Tax stuff I think is interesting. It is either copied from my primary blog on forbes.com http://www.forbes.com/sites/peterjreilly/ or stuff that I did not put there because being on forbes is a good gig and they have, you know, standards. Also some guest posts.
Wednesday, September 3, 2014
Corporate Tax Departments Will Start Hating Telecommuters
Originally Published on forbes.com on March 29th,2012
Do you telecommute for your own convenience? Anew New Jersey court decision could make your employer less willing to let you telecommute from another state.
The decision involves a Maryland company that allowed an employee to work from her new home in New Jersey after her husband’s job forced her to relocate there. Now the state wants to punish the company’s good deed by forcing it to pay New Jersey corporate income tax.
The employee is not named in the case, so I’m going to call her Jane Cobol(which should give you some idea as to how old I am). Jane worked for Telebright Corp on an application called ManageRight. She worked for them in Maryland until her husband’s job forced relocation to New Jersey. Telebright decided that she didn’t need to come into the office all that often so they gave her a laptop and let her work from home. Her boss telecommuted from Boston.
Telebright withheld New Jersey income taxes from Jane’s pay and remitted it to the state. Otherwise, it is not clear how New Jersey would have known about the arrangement. The withholding, which may have been done to make Jane’s life easier rather than based on an analysis of requirements, was not enough for New Jersey. New Jersey wanted some corporate income taxes from Telebright. Telebright did not think that Jane tapping on herlaptop in Fort Lee was enough connection with the State of New Jersey to allow it to require the payment of corporate taxes. As far as Telebright was concerned, she could have been anywhere. Telebright went to New Jersey Tax Court and lost which led to this appeal, which, sorry to spoil the suspense, the company also lost.
Telebright is getting a lot from New Jersey so it needs to pay its fair share:
The employee produces computer code for Telebright in New Jersey. She is entitled to all of the legal protections this State provides to its residents.
And, should the employee violate the restrictive covenants in heremployment contract, Telebright may file suit to enforce the contract in New Jersey’s courts, provided it files a business activities report pursuant.
This is not a happy decision for companies that have telecommuters. One of Telebright’s defenses that was held frivolous deserves a little more respect:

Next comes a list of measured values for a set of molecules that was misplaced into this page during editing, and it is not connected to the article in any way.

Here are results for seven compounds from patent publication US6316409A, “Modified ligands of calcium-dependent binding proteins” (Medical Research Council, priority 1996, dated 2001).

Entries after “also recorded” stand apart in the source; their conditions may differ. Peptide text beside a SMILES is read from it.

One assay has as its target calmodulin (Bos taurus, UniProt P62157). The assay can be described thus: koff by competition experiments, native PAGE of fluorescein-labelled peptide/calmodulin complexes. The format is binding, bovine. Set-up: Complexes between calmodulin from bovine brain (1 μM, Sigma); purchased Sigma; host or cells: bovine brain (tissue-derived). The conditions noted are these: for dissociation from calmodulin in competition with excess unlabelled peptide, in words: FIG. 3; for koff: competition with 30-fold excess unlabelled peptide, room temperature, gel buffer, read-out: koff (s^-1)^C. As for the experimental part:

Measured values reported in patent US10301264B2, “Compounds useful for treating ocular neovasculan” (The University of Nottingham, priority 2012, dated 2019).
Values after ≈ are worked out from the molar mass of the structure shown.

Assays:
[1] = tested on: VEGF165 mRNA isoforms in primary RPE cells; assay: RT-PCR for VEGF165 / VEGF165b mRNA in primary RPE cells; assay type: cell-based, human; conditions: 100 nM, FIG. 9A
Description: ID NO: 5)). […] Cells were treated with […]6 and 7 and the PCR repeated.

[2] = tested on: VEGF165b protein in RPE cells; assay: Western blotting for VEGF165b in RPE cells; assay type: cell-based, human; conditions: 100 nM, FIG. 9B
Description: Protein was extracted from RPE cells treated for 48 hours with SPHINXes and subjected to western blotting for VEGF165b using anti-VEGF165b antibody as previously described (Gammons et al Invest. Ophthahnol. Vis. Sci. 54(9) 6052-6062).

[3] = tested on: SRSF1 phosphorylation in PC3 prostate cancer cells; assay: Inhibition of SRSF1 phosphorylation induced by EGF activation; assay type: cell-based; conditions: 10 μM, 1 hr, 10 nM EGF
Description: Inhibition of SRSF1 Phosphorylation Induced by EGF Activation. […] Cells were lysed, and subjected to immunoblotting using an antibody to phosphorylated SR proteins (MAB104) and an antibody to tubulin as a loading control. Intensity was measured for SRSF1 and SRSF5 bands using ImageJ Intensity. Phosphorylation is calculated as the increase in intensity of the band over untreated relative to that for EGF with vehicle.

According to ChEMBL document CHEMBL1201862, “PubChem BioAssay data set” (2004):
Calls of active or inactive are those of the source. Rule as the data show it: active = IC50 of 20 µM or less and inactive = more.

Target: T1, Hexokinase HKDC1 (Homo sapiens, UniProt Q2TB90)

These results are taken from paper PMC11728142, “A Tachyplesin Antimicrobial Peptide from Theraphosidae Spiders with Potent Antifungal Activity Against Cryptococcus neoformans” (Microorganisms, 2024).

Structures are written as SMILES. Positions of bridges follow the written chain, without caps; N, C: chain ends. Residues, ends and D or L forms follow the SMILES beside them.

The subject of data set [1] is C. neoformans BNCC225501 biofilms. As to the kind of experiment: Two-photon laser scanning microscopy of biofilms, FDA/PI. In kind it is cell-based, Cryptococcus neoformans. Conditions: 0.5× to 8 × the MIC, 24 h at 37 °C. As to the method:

Telebright first contends that upholding the tax in this case will allow a state to tax any corporation whose employees choose to reside in that state. That argument is frivolous. The State is not imposing the CBT tax because Telebright’s employee lives in New Jersey; it is imposing the tax because she performs work for Telebright on a full-time basis in this State. Taxing a business based on its employing one full-time employee in the taxing state does not violate the Due Process Clause.
Although, they qualify it with “full-time”, what about part-time ? What about full time employees who sometimes work from home or employess who log onto the company site while on vacation ? Can a company that does business in just a couple of states find itself suddenly hit with nexus because of activities by its employees that could be happening anywhere. Interestingly when a state owns the home base, the attitude is a little different. In this Delaware case, a Pennsylvania resident was not allowed to exclude the income from her telecommuting days from her Delaware non-resident return. Her Pennsylvania telecommuting days were for her convenience, with her employer’s permission, not for her employer’s convenience. Other states take a similar position. Most states assess corporate income tax on a formula that weighs a sales percentage, a payrollpercentage and a property percentage. The fomulae are not consistent with one another from state to state. Combining these two rules, it appears that different states may each count the same wages in determining its percentage.
This decision is very disturbing. Telecommuting has many benefits both for companies and employees. A company that allows telecommuting has no business reason to control where an employee lives. Following the logic of this decision, though, a telecommuter moving to another state, where the company does not already have nexus, can subject it to a significant administrative burden and additional corporate tax. If the company is an S Corporation or a partnership, all of its owners may be impacted.